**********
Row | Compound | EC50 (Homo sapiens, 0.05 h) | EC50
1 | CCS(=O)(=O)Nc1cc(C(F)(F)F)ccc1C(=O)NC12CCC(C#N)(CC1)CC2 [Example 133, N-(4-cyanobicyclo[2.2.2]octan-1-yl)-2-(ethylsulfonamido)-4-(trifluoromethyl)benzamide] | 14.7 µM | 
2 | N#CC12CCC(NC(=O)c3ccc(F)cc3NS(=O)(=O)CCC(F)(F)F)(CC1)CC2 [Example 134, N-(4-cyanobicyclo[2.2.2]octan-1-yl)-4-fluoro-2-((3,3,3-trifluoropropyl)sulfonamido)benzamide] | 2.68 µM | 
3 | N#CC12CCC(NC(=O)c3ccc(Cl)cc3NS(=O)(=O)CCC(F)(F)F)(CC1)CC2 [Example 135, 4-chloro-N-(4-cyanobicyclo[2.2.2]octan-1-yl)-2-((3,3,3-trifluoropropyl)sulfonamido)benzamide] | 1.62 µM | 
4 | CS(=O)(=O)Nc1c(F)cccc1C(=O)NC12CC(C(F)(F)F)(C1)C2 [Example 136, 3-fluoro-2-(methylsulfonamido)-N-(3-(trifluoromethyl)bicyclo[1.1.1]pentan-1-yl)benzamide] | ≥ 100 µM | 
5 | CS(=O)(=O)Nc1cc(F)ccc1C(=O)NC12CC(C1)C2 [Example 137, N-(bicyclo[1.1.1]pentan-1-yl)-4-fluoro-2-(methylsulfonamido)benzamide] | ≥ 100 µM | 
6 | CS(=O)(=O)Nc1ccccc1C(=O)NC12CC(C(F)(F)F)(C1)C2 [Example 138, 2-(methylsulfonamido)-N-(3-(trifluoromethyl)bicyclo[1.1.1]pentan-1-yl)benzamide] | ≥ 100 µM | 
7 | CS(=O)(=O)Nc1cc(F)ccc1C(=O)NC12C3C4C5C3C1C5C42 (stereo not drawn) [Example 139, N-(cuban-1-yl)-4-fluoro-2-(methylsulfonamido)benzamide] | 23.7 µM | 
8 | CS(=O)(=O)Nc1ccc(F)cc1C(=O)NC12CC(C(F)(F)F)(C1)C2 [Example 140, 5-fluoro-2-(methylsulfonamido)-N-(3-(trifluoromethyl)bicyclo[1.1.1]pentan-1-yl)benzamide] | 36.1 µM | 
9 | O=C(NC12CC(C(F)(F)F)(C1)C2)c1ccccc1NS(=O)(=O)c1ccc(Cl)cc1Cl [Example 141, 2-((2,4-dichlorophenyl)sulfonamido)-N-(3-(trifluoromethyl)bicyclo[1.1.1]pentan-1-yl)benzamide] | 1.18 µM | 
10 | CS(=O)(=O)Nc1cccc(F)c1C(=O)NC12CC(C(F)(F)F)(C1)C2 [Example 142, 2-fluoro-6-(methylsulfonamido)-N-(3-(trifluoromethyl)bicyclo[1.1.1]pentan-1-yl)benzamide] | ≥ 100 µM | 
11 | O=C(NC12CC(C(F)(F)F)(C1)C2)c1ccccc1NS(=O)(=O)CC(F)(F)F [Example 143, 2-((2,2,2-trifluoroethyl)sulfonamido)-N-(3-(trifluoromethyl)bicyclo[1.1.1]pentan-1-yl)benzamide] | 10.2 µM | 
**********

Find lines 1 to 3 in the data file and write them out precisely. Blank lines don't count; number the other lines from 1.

Row | Compound | EC50 (Homo sapiens, 0.05 h) | EC50
1 | CCS(=O)(=O)Nc1cc(C(F)(F)F)ccc1C(=O)NC12CCC(C#N)(CC1)CC2 [Example 133, N-(4-cyanobicyclo[2.2.2]octan-1-yl)-2-(ethylsulfonamido)-4-(trifluoromethyl)benzamide] | 14.7 µM | 
2 | N#CC12CCC(NC(=O)c3ccc(F)cc3NS(=O)(=O)CCC(F)(F)F)(CC1)CC2 [Example 134, N-(4-cyanobicyclo[2.2.2]octan-1-yl)-4-fluoro-2-((3,3,3-trifluoropropyl)sulfonamido)benzamide] | 2.68 µM | 